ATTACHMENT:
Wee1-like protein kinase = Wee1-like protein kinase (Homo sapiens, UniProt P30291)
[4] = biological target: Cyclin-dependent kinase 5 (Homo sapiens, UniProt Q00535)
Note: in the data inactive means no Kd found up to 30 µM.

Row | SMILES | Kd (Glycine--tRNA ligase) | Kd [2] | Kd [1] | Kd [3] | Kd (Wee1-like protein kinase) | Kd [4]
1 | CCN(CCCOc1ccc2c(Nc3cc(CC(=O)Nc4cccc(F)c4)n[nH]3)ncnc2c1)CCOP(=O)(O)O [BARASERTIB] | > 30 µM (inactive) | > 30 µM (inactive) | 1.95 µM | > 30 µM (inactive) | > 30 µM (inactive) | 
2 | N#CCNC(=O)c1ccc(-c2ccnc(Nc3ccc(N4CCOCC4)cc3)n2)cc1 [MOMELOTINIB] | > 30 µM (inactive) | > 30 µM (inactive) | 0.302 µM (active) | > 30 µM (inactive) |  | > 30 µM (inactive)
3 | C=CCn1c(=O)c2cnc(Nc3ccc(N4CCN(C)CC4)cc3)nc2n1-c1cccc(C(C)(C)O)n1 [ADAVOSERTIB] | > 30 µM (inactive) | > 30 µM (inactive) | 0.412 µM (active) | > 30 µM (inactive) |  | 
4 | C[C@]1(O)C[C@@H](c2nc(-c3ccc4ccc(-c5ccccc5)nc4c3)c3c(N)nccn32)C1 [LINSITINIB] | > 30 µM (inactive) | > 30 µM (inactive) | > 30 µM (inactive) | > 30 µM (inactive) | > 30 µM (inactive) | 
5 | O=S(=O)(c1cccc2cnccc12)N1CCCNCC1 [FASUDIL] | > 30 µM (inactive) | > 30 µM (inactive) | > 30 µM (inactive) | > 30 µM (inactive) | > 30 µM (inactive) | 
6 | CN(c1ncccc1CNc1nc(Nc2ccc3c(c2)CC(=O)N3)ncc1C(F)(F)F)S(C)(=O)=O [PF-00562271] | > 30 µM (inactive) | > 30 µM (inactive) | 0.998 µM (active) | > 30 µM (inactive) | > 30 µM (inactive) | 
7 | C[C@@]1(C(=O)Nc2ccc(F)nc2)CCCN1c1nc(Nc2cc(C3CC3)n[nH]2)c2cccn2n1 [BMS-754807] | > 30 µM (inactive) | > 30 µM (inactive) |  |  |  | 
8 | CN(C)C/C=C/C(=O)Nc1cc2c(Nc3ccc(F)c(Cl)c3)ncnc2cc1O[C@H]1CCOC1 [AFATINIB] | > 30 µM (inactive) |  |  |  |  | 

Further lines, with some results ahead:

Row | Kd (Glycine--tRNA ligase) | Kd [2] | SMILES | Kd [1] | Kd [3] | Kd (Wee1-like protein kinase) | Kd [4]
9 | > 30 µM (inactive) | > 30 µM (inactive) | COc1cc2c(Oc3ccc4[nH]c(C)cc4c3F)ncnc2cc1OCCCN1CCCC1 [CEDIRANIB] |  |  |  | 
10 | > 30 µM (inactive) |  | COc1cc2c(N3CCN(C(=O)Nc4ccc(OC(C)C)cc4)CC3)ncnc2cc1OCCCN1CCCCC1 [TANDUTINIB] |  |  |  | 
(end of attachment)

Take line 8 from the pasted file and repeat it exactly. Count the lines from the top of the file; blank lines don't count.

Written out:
4 | C[C@]1(O)C[C@@H](c2nc(-c3ccc4ccc(-c5ccccc5)nc4c3)c3c(N)nccn32)C1 [LINSITINIB] | > 30 µM (inactive) | > 30 µM (inactive) | > 30 µM (inactive) | > 30 µM (inactive) | > 30 µM (inactive) | 